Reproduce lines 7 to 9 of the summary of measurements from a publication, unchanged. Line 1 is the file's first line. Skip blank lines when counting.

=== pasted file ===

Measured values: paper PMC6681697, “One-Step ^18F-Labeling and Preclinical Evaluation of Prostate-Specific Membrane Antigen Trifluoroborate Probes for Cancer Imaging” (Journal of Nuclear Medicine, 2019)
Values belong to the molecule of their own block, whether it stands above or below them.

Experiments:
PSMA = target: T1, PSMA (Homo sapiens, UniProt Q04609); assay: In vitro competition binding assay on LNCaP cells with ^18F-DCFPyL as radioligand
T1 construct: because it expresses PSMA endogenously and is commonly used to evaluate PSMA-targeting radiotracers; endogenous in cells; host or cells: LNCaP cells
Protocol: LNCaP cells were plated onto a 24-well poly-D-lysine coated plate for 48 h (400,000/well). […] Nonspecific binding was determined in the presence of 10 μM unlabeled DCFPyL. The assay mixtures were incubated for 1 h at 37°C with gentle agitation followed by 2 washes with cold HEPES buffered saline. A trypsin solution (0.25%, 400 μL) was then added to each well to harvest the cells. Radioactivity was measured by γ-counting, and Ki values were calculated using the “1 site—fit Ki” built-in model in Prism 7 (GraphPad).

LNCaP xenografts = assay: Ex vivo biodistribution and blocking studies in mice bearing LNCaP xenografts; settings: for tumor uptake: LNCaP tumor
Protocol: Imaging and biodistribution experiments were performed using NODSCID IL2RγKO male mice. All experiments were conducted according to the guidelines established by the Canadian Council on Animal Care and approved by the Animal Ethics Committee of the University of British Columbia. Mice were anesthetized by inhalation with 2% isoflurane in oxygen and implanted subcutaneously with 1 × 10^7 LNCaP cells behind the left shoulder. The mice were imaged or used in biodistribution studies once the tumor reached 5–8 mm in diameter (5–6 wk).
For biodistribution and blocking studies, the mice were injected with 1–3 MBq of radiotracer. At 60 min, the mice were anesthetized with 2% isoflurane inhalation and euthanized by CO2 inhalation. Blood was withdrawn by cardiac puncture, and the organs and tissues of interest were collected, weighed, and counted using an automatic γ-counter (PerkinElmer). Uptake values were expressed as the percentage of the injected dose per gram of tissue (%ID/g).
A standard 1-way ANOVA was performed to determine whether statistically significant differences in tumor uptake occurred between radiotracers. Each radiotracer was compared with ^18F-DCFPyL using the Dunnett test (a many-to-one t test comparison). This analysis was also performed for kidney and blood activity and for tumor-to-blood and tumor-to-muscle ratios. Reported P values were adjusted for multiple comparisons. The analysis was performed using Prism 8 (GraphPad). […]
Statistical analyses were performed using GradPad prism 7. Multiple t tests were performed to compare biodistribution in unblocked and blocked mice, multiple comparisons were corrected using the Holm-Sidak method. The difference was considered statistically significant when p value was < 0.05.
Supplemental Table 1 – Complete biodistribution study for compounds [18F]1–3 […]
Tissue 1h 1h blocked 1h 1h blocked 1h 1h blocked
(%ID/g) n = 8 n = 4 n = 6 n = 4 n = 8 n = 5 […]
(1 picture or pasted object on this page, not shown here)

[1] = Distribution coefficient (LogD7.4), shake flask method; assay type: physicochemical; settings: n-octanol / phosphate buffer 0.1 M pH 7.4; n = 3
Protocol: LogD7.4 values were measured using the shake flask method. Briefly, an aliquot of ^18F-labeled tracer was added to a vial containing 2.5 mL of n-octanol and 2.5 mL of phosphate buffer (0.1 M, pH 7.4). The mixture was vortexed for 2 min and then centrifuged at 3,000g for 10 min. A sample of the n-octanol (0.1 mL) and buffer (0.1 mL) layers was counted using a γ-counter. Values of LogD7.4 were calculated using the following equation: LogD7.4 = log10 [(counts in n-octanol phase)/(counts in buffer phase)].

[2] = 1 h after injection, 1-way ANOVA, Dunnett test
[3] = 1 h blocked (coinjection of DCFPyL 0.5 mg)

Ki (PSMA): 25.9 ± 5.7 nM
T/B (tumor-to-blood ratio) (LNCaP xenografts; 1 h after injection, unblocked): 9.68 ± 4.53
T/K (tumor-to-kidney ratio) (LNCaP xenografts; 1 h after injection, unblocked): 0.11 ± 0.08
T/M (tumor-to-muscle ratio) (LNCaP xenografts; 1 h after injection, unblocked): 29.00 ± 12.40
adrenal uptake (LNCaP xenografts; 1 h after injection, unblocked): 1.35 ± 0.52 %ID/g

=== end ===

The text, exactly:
LNCaP xenografts = assay: Ex vivo biodistribution and blocking studies in mice bearing LNCaP xenografts; settings: for tumor uptake: LNCaP tumor
Protocol: Imaging and biodistribution experiments were performed using NODSCID IL2RγKO male mice. All experiments were conducted according to the guidelines established by the Canadian Council on Animal Care and approved by the Animal Ethics Committee of the University of British Columbia. Mice were anesthetized by inhalation with 2% isoflurane in oxygen and implanted subcutaneously with 1 × 10^7 LNCaP cells behind the left shoulder. The mice were imaged or used in biodistribution studies once the tumor reached 5–8 mm in diameter (5–6 wk).
For biodistribution and blocking studies, the mice were injected with 1–3 MBq of radiotracer. At 60 min, the mice were anesthetized with 2% isoflurane inhalation and euthanized by CO2 inhalation. Blood was withdrawn by cardiac puncture, and the organs and tissues of interest were collected, weighed, and counted using an automatic γ-counter (PerkinElmer). Uptake values were expressed as the percentage of the injected dose per gram of tissue (%ID/g).